There is no doubt of the urgent need for developing new antibacterials. The list of bacteria resistant to virtually all drugs is increasing nearly every month and in the XXI century patients are dying in our hospitals due to the lack of treatments for infections. No surprisingly, WHO announced in 2009 that “Antibiotic resistance is one of the three greatest threats to human health”. Since the drug discovery pipeline is nearly dry, alternative antimicrobial approaches have been proposed, including the use of antimicrobial peptides, the manipulation of the host-pathogen interphase (followed in my lab with very promising results), and the use of bacteriophages.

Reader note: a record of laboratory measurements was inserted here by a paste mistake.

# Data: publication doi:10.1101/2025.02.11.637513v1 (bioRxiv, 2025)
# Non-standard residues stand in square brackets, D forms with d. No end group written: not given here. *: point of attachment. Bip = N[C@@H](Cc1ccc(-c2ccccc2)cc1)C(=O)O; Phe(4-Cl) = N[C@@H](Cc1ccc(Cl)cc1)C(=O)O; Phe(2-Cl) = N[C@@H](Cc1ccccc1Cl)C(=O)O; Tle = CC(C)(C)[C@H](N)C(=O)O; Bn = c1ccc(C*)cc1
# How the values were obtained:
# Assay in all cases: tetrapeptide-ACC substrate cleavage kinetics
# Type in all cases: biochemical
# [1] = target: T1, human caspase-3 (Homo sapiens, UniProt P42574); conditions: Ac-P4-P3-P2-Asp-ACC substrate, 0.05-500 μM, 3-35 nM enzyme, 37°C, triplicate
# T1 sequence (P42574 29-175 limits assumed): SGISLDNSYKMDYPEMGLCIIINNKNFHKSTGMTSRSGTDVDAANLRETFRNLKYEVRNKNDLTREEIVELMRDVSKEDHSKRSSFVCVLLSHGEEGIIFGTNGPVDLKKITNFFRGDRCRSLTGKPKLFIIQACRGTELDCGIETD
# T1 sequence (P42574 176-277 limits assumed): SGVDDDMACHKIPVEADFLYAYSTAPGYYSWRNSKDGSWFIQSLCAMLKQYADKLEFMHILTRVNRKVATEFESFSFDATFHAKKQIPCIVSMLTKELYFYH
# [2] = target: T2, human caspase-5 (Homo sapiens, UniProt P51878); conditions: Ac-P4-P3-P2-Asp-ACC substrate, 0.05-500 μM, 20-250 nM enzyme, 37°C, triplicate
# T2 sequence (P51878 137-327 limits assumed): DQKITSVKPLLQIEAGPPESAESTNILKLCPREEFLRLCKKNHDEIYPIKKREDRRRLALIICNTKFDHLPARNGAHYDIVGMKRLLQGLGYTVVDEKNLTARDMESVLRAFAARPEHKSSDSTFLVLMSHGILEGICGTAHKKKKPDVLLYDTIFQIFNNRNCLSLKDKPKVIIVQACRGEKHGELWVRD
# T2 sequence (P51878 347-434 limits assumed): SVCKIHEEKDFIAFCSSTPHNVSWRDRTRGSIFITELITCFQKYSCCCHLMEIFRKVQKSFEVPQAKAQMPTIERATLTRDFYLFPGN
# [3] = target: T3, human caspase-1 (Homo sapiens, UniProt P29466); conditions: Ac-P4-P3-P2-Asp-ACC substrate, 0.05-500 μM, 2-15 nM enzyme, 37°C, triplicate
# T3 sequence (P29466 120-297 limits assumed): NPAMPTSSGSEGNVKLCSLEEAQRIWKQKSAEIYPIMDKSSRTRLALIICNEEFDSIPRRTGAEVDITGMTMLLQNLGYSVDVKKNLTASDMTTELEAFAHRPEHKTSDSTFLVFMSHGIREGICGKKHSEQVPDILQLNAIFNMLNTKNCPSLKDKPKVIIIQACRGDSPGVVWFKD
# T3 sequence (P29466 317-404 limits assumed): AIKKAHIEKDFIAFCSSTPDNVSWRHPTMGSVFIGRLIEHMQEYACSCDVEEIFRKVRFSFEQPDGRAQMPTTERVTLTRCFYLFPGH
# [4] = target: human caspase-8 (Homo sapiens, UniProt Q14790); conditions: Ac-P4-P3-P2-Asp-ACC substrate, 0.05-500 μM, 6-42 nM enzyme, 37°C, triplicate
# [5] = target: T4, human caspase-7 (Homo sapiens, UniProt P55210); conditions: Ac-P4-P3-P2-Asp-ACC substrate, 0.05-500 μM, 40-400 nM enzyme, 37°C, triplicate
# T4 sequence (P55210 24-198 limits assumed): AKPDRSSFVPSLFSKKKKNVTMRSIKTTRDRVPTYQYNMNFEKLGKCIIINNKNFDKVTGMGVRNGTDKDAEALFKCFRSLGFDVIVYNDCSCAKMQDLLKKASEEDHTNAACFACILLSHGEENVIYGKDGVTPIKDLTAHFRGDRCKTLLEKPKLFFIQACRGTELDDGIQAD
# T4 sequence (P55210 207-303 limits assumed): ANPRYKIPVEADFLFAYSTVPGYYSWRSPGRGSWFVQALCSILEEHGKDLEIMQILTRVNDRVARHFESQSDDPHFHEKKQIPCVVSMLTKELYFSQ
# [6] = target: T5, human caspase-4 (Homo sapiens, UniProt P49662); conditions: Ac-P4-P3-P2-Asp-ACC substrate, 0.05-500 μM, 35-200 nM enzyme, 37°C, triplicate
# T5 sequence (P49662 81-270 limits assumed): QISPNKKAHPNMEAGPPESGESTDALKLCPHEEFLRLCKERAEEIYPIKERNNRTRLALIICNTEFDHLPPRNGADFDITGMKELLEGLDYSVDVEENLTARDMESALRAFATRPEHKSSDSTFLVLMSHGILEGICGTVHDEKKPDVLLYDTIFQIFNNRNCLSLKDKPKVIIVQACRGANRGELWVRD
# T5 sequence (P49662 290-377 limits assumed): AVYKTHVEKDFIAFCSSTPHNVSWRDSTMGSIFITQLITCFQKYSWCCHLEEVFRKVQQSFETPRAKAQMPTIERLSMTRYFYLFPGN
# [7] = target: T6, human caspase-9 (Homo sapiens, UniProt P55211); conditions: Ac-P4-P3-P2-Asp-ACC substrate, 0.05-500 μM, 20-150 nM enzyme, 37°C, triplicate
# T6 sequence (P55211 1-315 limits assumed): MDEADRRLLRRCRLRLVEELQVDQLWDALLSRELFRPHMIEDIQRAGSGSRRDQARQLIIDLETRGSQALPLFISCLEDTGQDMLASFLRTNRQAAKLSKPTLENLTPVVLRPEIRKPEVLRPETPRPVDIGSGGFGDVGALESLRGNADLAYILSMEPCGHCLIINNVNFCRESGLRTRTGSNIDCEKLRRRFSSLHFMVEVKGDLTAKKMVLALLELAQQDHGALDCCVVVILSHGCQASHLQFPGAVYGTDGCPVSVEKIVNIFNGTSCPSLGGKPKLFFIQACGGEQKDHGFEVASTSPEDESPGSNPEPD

The discovery of bacteriophages, obligate predators of bacteria, is attributed to Twort and d’Herelle in the early 20th century. The therapeutic potential of phages was recognized soon thereafter and applied for several decades before the discovery and widespread adoption of antibiotic. However, there has been a renewed interest into bacteriophage therapy due to the increasing incidence of antibiotic resistance.